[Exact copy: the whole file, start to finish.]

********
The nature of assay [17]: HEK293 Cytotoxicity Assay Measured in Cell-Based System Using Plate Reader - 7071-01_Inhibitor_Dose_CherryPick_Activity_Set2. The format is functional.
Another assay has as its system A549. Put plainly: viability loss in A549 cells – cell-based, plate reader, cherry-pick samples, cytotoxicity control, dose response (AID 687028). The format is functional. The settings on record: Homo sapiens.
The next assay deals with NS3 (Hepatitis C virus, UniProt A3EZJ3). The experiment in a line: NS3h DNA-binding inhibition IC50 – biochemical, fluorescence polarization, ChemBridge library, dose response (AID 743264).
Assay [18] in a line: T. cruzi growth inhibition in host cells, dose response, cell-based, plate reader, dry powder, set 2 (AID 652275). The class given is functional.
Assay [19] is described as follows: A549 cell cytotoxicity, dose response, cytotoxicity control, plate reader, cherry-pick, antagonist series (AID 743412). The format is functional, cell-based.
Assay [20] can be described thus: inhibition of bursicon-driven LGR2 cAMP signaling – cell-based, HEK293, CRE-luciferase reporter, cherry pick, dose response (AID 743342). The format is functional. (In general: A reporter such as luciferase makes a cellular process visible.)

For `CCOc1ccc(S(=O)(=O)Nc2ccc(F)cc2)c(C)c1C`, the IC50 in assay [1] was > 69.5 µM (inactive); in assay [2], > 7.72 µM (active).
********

The nature of assay [17]: HEK293 Cytotoxicity Assay Measured in Cell-Based System Using Plate Reader - 7071-01_Inhibitor_Dose_CherryPick_Activity_Set2. The format is functional.
Another assay has as its system A549. Put plainly: viability loss in A549 cells – cell-based, plate reader, cherry-pick samples, cytotoxicity control, dose response (AID 687028). The format is functional. The settings on record: Homo sapiens.
The next assay deals with NS3 (Hepatitis C virus, UniProt A3EZJ3). The experiment in a line: NS3h DNA-binding inhibition IC50 – biochemical, fluorescence polarization, ChemBridge library, dose response (AID 743264).
Assay [18] in a line: T. cruzi growth inhibition in host cells, dose response, cell-based, plate reader, dry powder, set 2 (AID 652275). The class given is functional.
Assay [19] is described as follows: A549 cell cytotoxicity, dose response, cytotoxicity control, plate reader, cherry-pick, antagonist series (AID 743412). The format is functional, cell-based.
Assay [20] can be described thus: inhibition of bursicon-driven LGR2 cAMP signaling – cell-based, HEK293, CRE-luciferase reporter, cherry pick, dose response (AID 743342). The format is functional. (In general: A reporter such as luciferase makes a cellular process visible.)

For `CCOc1ccc(S(=O)(=O)Nc2ccc(F)cc2)c(C)c1C`, the IC50 in assay [1] was > 69.5 µM (inactive); in assay [2], > 7.72 µM (active).